Report Highlights Chicago’s Manufacturing Job Growth
February 28, 2013
Despite sweeping job cuts in manufacturing nationwide, Chicago remains a prime location for jobs, high wages, and specialized industries. According to a new report, the metropolitan area has gained manufacturing jobs more rapidly than the country as a whole in the last two years.
The report, published this week by the Center for Urban Economic Development at the University of Illinois, details the area’s resurgence in manufacturing. Between the first quarter of 2010 and the third quarter of 2012 (the latest data available), the number of manufacturing jobs increased by 5 percent in the Chicago area, versus 4 percent in the nation as a whole.
The findings also show that manufacturing accounts for a “disproportionately high” percentage of the metropolitan area’s overall employment, which is tied to the region’s strong specialization in manufacturing. Rising wages in China is another factor in employment growth, and is likely to accelerate more job creation in Chicago.
The uptick in manufacturing jobs comes at a time when the nation is rebounding from massive job cuts. Cook County in Chicago’s metropolitan area reportedly lost more than a quarter of its manufacturing jobs between 2001 and 2010. Yet, even with the loss in manufacturing jobs, the city of Chicago and the metropolitan area saw more industry growth in specialized fields over the past few years.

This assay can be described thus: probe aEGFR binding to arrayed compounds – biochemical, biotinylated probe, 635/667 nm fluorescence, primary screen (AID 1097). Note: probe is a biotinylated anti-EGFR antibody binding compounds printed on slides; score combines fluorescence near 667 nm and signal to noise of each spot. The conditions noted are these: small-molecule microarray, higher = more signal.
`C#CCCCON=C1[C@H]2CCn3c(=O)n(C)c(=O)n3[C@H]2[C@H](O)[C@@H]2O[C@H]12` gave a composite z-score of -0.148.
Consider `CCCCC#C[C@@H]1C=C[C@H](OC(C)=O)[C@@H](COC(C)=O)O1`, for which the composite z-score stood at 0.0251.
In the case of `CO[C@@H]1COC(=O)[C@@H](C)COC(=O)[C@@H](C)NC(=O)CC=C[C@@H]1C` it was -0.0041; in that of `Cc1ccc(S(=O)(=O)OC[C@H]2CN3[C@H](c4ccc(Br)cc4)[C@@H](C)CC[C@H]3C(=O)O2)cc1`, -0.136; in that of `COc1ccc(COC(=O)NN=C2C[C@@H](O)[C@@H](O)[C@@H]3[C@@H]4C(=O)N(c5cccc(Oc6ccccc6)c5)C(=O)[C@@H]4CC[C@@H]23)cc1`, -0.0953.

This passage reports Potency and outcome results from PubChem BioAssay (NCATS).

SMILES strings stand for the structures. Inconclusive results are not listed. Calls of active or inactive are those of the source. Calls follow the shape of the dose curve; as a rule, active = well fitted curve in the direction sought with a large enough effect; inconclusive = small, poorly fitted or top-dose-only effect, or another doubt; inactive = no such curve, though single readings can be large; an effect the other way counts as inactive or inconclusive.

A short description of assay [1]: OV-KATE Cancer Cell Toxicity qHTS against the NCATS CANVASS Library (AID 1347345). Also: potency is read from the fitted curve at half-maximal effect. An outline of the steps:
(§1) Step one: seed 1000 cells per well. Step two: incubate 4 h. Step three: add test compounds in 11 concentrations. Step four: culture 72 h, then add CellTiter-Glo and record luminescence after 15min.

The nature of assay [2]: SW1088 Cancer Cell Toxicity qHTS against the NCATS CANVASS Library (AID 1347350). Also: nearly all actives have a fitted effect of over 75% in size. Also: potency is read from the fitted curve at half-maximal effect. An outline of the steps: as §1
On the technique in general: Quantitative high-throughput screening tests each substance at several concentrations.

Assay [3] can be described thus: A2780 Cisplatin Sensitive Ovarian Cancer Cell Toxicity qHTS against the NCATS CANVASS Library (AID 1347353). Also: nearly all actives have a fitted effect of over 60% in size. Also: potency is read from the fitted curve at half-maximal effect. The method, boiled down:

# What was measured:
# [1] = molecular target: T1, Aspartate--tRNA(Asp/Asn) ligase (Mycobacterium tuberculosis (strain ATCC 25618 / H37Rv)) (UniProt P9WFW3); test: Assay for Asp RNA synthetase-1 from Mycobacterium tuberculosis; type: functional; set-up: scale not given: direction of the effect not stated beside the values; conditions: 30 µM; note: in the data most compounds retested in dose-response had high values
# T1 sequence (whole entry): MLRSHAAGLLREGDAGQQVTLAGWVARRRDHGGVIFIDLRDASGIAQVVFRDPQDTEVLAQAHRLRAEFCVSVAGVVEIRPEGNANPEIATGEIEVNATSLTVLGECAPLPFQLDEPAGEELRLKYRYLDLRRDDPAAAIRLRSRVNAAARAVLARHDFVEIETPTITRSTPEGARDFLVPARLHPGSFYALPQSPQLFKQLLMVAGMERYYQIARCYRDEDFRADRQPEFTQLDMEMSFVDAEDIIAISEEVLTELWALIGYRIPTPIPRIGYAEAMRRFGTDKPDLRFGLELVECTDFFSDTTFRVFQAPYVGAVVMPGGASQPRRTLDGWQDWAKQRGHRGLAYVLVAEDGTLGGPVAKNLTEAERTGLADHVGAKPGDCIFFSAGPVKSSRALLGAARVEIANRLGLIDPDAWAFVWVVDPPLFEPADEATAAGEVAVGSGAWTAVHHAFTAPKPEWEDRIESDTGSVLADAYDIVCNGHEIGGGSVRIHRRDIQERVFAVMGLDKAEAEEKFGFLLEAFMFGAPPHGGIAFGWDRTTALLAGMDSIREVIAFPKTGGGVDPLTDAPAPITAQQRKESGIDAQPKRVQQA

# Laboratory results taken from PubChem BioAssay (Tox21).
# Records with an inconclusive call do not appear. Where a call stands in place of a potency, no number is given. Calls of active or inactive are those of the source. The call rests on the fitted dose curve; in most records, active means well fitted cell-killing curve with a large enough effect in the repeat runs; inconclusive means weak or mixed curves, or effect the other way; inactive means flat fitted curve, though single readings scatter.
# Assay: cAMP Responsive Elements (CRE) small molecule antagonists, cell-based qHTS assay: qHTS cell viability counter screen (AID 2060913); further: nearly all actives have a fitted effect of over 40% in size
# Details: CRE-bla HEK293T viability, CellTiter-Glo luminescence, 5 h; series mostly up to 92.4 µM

In 2011, metropolitan Chicago manufacturers specialized in primary metals, pharmaceuticals, electrical equipment and appliances, fabricated metal products, and printing, while the city’s top five strong manufacturing industry specializations were food, textile product mills, apparel, leather and electrical equipment and appliances.
Even more, the findings reveal that Chicago-area average earnings surpassed the country’s overall manufacturing average—$60,340—by 11 percent.
To ensure that manufacturing remains a strongpoint in the Chicago and metro area, the report calls on public policy to strengthen the industry in existing strong areas of “manufacturing density.” Furthermore, it emphasizes how the Chicago-area manufacturing policy efforts need to be better coordinated to grow the area’s industry.